There are several sorting algorithms; each one has a different best and worst-case time complexity and is optimal for a particular type of data structure. Let’s look at some of the sorting algorithms that have a best-case or average-case time complexity of .
Merge sort is a classic example of a divide-and-conquer algorithm. It has a guaranteed running time complexity of in the best, average, and worst case. It essentially follows two steps:
Read up on how to implement a merge sort algorithm here.
Heapsort uses the heap data structure for sorting. The largest (or smallest) element is extracted from the heap (in time), and the rest of the heap is re-arranged such that the next largest (or smallest) element takes time. Repeating this over elements makes the overall time complexity of a heap sort . Learn how to implement a heap sort here.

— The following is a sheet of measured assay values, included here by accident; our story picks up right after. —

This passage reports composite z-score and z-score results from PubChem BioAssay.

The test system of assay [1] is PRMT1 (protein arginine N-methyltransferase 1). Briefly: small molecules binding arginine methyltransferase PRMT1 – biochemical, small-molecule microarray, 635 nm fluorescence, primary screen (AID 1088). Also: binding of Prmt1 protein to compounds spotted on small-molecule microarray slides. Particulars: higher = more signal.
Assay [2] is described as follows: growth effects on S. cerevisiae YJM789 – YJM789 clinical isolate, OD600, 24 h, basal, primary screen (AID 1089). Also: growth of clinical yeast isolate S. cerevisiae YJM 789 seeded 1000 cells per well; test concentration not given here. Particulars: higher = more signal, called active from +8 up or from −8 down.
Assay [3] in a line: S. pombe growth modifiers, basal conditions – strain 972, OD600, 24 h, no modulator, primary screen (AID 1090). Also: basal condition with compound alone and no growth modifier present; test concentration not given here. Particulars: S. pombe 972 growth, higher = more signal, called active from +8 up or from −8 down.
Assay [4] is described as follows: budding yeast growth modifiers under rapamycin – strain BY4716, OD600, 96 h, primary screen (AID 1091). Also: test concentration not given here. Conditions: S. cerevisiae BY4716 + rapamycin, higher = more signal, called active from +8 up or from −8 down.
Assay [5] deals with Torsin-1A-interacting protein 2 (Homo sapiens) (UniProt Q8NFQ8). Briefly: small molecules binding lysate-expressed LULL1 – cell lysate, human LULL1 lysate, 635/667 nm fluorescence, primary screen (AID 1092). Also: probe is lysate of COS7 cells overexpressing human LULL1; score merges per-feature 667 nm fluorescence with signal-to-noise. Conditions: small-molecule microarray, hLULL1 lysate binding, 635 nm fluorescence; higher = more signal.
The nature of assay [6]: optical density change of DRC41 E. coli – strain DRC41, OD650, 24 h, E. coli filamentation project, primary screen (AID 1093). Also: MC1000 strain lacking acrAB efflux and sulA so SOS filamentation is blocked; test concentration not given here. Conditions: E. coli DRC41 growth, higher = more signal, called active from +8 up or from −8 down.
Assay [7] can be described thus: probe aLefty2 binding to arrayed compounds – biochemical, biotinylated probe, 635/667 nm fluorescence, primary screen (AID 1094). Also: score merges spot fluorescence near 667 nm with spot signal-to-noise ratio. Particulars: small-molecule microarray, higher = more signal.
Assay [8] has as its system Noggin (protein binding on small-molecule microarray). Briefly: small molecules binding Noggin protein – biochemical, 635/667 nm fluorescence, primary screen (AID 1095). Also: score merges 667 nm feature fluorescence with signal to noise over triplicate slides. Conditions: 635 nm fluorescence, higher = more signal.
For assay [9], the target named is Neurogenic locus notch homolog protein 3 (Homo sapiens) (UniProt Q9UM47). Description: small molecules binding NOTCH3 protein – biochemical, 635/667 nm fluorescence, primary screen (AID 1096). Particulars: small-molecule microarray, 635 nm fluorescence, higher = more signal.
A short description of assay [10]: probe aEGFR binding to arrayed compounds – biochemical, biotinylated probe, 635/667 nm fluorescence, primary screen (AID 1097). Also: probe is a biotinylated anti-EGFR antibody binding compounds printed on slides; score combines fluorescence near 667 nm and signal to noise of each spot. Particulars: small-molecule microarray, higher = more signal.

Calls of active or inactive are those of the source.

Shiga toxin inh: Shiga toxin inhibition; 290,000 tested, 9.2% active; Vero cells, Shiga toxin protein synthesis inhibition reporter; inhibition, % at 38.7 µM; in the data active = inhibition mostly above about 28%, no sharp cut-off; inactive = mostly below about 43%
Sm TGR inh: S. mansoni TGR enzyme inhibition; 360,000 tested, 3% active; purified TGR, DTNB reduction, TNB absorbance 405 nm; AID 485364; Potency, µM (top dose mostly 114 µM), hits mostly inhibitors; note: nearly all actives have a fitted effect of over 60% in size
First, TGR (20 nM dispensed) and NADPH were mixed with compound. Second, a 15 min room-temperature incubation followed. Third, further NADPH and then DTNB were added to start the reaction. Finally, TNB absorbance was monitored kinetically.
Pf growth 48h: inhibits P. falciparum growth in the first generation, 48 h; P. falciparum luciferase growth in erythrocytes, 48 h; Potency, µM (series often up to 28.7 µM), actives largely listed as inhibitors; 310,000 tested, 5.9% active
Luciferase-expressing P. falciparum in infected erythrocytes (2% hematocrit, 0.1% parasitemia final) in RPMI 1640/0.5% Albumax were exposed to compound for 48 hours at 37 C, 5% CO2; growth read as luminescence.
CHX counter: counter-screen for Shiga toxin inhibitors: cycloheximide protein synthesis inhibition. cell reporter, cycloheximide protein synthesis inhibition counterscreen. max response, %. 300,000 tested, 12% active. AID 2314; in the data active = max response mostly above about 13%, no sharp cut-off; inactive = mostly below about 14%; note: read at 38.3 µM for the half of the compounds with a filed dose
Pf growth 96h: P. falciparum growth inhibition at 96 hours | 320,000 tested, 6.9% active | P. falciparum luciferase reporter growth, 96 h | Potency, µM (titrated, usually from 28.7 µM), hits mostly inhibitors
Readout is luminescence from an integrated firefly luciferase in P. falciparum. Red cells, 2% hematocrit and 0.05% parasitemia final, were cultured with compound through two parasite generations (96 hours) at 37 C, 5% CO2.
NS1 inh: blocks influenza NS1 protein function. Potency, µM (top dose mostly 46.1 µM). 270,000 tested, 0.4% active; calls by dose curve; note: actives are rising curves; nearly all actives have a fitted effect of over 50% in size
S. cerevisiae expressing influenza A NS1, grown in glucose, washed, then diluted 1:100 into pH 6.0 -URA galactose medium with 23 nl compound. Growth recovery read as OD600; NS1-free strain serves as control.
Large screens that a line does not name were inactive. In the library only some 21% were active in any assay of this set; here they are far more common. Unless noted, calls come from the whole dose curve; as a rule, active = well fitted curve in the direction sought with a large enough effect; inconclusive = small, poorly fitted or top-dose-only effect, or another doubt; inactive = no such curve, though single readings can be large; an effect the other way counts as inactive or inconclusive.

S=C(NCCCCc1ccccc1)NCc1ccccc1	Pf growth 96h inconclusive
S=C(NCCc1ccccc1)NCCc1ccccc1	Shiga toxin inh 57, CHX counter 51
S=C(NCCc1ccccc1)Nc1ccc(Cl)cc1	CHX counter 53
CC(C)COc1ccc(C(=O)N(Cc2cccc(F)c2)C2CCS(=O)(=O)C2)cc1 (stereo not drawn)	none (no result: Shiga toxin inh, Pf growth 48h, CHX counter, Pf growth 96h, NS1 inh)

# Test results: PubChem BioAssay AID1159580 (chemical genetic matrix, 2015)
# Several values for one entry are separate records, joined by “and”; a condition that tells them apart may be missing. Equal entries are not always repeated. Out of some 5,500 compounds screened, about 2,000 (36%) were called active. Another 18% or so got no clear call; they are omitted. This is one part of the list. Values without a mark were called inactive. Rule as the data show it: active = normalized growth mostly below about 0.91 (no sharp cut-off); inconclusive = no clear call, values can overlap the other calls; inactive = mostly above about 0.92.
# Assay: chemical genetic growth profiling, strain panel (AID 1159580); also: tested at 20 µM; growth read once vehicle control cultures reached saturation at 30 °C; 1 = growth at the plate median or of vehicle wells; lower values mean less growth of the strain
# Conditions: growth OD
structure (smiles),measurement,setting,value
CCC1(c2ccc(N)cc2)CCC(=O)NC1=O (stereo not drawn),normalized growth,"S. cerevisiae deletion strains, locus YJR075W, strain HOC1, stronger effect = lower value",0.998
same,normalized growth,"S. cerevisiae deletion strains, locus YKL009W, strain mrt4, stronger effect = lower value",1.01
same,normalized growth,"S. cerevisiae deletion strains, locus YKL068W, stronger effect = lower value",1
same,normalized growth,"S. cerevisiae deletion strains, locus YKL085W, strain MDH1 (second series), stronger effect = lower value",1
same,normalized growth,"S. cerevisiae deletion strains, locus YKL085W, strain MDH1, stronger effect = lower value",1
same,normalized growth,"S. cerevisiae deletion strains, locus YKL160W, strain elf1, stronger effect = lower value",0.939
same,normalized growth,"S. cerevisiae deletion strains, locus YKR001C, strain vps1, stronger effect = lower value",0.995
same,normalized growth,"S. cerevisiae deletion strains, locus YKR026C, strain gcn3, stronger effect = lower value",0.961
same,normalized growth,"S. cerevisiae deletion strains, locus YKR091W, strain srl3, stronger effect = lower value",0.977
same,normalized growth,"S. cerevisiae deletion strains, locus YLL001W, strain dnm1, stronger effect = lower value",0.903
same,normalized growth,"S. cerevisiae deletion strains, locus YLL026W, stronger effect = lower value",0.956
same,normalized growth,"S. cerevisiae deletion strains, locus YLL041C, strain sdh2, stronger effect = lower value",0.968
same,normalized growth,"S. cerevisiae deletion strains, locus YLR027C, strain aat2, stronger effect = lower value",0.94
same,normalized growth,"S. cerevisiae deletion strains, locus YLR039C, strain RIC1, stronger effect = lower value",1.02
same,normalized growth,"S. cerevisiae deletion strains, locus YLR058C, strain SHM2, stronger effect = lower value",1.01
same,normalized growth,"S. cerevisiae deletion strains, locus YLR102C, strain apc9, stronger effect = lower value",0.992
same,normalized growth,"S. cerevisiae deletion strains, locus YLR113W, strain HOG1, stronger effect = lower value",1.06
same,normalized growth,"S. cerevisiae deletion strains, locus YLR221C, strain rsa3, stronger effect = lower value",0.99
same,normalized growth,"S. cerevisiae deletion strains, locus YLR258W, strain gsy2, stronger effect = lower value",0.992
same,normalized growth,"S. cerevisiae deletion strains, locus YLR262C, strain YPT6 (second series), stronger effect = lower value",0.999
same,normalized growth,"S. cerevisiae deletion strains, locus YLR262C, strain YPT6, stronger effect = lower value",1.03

Like merge sort, quick sort is a divide-and-conquer algorithm that follows three essential steps:
However, the choice of the pivot actually determines the performance of quicksort. If the first or the last element of the array is chosen as a pivot, then quicksort has a worst-case time complexity of . But, if a good pivot is chosen, the time complexity can be as good as with performance exceeding that of merge sort. An implementation of quicksort in Java is given here.